Jump to content

Concertina I.D.


Recommended Posts

I have the same model with no stamp, I was given the same info that Stephen said. they have a lovely tone . Mine was tuned B F#

Edited by bazza
  • Like 1
Link to comment
Share on other sites

As I have, amongst the plethora of old Crabb concertina stuff, the original metal template from which this fretwork design was copied and applied to the instruments prior to piercing, I believe that the tina is an early one, late 1860's early 1870's, by my great grandfather John Crabb 1826-1903. 

The B/F# was the most popular for many years as seen from the Sept.1889 - Dec.1891, period of the available sales/production records.

Of the 114 Anglo concertinas made in the Crabb workshop during that period:

26 were C/G,

21 were Bb/F,

66 were B/F#,

and 1 was G/D, (The earliest recorded Crabb G/D, a 32 button, metal top, 08/11/1889).,   

 

B natural was also a known requested core key for some Crane duets up to the 1930's.

 

I'll leave others to speculate why B/F# was so popular.

 

Geoff

 

 

Edited by Geoffrey Crabb
Numbers quoted corrected after re-inspection of records.
  • Like 3
Link to comment
Share on other sites

23 hours ago, Geoffrey Crabb said:

As I have, amongst the plethora of old Crabb concertina stuff, the original metal template from which this fretwork design was copied and applied to the instruments prior to piercing, I believe that the tina is an early one, late 1860's early 1870's, by my great grandfather John Crabb 1826-1903. 

The B/F# was the most popular for many years as seen from the Sept.1889 - Dec.1891, period of the available sales/production records.

Of the 114 Anglo concertinas made in the Crabb workshop during that period:

21 were C/G,

17 were Bb/F

75 were B/F#,

and 1 was G/D, (The earliest recorded Crabb G/D, a 32 button, metal top, 08/11/1889).,   

 

B natural was also a known requested core key for some Crane duets up to the 1930's.

 

I'll leave others to speculate why B/F# was so popular.

 

Geoff

 

 

Wow! that is interesting! Thank you so much for the info Geoff. I wonder why that key was so popular? Anyone have an idea? I'm way too far out of my comfort zone to speculate. 

Link to comment
Share on other sites

1 hour ago, Seán Ó Fearghail said:

I wonder why that key was so popular? Anyone have an idea? I'm way too far out of my comfort zone to speculate. 

 

My own theory on that subject revolves around the most common pitch in England at the time being a high pitch that was half-a-semitone sharp of our A-440, whilst many German concertinas were in a flat pitch that was half-a-semitone lower - so an English-made Anglo in B/F# could play with a German C/G...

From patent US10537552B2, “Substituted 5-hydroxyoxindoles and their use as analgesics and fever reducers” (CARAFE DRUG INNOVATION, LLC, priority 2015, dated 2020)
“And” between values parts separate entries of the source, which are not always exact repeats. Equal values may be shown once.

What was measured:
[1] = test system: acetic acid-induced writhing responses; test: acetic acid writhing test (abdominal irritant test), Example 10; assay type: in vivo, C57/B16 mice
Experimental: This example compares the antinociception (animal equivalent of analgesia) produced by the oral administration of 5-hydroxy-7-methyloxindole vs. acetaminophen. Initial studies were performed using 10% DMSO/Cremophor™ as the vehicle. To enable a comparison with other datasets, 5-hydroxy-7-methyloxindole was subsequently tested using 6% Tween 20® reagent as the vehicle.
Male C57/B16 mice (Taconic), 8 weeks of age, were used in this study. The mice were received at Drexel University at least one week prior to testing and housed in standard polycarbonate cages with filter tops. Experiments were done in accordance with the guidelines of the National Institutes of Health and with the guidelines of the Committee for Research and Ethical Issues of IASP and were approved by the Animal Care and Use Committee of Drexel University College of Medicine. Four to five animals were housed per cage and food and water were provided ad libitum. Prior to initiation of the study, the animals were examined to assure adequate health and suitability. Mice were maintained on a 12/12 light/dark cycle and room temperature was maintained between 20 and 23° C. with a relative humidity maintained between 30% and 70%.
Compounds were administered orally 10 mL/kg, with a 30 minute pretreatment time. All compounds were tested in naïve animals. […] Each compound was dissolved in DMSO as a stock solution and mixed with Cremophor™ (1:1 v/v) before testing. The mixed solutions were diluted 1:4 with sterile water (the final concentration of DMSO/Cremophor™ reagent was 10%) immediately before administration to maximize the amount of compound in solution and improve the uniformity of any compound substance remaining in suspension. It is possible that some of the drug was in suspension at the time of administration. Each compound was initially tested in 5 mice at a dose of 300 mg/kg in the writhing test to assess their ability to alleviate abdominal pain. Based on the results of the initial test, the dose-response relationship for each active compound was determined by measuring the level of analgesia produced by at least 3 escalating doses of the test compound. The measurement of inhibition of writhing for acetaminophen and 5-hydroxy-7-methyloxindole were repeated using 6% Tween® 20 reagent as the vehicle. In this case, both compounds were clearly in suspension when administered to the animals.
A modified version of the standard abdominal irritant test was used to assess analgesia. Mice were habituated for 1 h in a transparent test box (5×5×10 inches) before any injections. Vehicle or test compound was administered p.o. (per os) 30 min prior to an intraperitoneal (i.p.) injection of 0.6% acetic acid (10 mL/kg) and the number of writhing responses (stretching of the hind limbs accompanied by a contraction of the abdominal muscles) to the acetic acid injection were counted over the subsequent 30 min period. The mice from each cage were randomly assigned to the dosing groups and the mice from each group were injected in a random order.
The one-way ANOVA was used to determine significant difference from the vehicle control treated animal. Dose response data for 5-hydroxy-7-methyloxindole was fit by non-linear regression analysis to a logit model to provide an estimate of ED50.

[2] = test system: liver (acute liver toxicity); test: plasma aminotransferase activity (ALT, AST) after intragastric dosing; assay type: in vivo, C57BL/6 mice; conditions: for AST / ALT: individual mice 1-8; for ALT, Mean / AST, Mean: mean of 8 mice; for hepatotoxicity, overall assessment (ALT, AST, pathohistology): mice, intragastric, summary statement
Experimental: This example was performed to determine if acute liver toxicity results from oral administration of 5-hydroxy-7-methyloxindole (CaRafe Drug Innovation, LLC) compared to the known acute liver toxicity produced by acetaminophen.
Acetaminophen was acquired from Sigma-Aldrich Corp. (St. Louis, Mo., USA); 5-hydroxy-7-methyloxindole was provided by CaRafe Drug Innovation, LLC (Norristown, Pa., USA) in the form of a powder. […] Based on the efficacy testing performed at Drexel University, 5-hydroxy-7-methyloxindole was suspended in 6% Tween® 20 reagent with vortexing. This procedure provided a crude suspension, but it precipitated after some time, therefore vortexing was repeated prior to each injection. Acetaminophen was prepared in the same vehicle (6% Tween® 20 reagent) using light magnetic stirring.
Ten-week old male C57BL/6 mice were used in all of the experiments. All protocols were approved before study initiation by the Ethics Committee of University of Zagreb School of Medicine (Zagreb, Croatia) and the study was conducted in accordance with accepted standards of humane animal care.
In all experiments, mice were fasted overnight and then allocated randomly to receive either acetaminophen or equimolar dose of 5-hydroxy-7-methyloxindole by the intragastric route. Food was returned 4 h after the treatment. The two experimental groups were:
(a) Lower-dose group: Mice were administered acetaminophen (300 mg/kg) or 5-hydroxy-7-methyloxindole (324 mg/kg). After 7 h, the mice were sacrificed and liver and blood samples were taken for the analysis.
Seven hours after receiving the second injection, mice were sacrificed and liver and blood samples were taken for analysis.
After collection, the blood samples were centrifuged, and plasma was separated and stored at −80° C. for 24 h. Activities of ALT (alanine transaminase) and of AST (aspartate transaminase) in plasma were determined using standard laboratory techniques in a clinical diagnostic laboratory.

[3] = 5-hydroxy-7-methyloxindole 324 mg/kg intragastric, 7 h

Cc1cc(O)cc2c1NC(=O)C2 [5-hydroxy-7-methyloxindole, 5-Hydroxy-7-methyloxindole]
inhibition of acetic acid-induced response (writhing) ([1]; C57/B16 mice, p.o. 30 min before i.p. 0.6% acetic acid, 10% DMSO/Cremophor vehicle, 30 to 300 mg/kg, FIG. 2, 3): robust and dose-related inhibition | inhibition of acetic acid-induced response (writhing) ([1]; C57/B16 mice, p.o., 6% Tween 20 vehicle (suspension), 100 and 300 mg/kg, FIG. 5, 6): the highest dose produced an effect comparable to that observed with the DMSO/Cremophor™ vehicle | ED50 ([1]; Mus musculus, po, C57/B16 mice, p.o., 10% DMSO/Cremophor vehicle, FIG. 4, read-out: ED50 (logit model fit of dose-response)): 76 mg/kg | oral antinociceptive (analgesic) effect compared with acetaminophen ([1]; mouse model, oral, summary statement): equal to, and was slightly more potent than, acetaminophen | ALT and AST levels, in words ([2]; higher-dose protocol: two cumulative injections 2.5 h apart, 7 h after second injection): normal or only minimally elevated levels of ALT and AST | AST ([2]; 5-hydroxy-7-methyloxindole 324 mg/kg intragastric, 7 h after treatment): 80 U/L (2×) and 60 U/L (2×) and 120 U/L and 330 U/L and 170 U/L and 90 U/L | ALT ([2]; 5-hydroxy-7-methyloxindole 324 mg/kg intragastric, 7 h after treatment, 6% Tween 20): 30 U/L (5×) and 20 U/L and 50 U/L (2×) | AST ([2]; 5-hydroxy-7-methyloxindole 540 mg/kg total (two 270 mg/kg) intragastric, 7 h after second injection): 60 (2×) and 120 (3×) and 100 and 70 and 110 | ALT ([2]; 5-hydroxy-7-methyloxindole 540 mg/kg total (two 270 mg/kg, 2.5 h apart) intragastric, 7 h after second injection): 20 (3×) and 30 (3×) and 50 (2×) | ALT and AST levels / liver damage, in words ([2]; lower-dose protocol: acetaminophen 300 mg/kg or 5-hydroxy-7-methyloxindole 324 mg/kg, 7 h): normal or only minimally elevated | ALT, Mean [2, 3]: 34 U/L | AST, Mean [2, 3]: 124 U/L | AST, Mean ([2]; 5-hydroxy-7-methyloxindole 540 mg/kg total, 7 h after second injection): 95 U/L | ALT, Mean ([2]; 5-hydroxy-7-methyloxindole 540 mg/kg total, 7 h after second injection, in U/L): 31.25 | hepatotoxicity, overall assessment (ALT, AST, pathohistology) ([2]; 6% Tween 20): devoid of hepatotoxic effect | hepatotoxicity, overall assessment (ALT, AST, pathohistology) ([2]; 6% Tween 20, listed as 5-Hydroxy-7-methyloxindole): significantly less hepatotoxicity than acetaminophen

But it's only a theory.

  • Like 1
Link to comment
Share on other sites

Quote

 

Of the 114 Anglo concertinas made in the Crabb workshop during that period:

21 were C/G,

17 were Bb/F

75 were B/F#,

 

that is interesting,Geoff.........any indication as to number of buttons/keys the anglos were ?

Link to comment
Share on other sites

3 hours ago, Stephen Chambers said:

 

My own theory on that subject revolves around the most common pitch in England at the time being a high pitch that was half-a-semitone sharp of our A-440, whilst many German concertinas were in a flat pitch that was half-a-semitone lower - so an English-made Anglo in B/F# could play with a German C/G...

 

But it's only a theory.

I agree with this as a very likely explanation.

 

Not in contradiction of this, but to build on it, we can consider a corollary of producing anglos in London in the B/F# keys in the late 19th century. By that time there were tuners well distributed through the country though production of the instruments was more centralized. Stamps and markings inside the instruments give evidence of those many and widespread tuners. 

 

I think it's likely that many of the B/F# anglos were retuned up or down, i.e. to Bb/F or to C/G in one of the various English pitches. I have more than once seen evidence of this, even though the BF# anglos may have been stamped as if in CG. One example was a Crabb 31 key that was all tuned to BbF (high pitch) except for the left hand thumb button that was tuned to B/B.  The re-tuner must have missed that one!

 

So a B/F# box might not only have played well with german C/G imports, but also have been a versatile starting point if exported to Liverpool (etc) where it could have been repitched locally to suit the needs of players there.

 

PG

 

 

 

  • Thanks 1
Link to comment
Share on other sites

Join the conversation

You can post now and register later. If you have an account, sign in now to post with your account.

Guest
Reply to this topic...

×   Pasted as rich text.   Paste as plain text instead

  Only 75 emoji are allowed.

×   Your link has been automatically embedded.   Display as a link instead

×   Your previous content has been restored.   Clear editor

×   You cannot paste images directly. Upload or insert images from URL.

 Share

×
×
  • Create New...